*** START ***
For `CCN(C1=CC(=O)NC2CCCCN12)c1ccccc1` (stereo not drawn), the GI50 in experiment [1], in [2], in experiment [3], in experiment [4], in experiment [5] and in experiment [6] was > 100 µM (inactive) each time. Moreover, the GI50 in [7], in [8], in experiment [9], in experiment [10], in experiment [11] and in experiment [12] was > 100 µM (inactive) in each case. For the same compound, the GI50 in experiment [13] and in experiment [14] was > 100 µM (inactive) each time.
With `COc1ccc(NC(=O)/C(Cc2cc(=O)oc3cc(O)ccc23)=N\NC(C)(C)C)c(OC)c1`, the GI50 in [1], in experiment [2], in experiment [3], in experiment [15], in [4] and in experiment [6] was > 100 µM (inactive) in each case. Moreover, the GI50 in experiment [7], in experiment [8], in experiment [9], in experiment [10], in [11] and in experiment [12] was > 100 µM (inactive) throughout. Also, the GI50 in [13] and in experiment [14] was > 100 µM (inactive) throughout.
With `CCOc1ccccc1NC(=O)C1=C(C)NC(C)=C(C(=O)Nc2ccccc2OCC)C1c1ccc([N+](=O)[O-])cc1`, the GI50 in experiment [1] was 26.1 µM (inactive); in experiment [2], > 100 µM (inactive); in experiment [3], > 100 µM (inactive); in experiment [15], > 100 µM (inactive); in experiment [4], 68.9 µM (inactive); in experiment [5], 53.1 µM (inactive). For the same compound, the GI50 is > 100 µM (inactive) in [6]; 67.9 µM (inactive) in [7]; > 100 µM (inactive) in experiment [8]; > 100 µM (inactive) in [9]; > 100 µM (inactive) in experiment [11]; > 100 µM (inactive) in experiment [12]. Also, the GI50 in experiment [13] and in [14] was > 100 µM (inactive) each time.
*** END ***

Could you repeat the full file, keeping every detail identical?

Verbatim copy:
For `CCN(C1=CC(=O)NC2CCCCN12)c1ccccc1` (stereo not drawn), the GI50 in experiment [1], in [2], in experiment [3], in experiment [4], in experiment [5] and in experiment [6] was > 100 µM (inactive) each time. Moreover, the GI50 in [7], in [8], in experiment [9], in experiment [10], in experiment [11] and in experiment [12] was > 100 µM (inactive) in each case. For the same compound, the GI50 in experiment [13] and in experiment [14] was > 100 µM (inactive) each time.
With `COc1ccc(NC(=O)/C(Cc2cc(=O)oc3cc(O)ccc23)=N\NC(C)(C)C)c(OC)c1`, the GI50 in [1], in experiment [2], in experiment [3], in experiment [15], in [4] and in experiment [6] was > 100 µM (inactive) in each case. Moreover, the GI50 in experiment [7], in experiment [8], in experiment [9], in experiment [10], in [11] and in experiment [12] was > 100 µM (inactive) throughout. Also, the GI50 in [13] and in experiment [14] was > 100 µM (inactive) throughout.
With `CCOc1ccccc1NC(=O)C1=C(C)NC(C)=C(C(=O)Nc2ccccc2OCC)C1c1ccc([N+](=O)[O-])cc1`, the GI50 in experiment [1] was 26.1 µM (inactive); in experiment [2], > 100 µM (inactive); in experiment [3], > 100 µM (inactive); in experiment [15], > 100 µM (inactive); in experiment [4], 68.9 µM (inactive); in experiment [5], 53.1 µM (inactive). For the same compound, the GI50 is > 100 µM (inactive) in [6]; 67.9 µM (inactive) in [7]; > 100 µM (inactive) in experiment [8]; > 100 µM (inactive) in [9]; > 100 µM (inactive) in experiment [11]; > 100 µM (inactive) in experiment [12]. Also, the GI50 in experiment [13] and in [14] was > 100 µM (inactive) each time.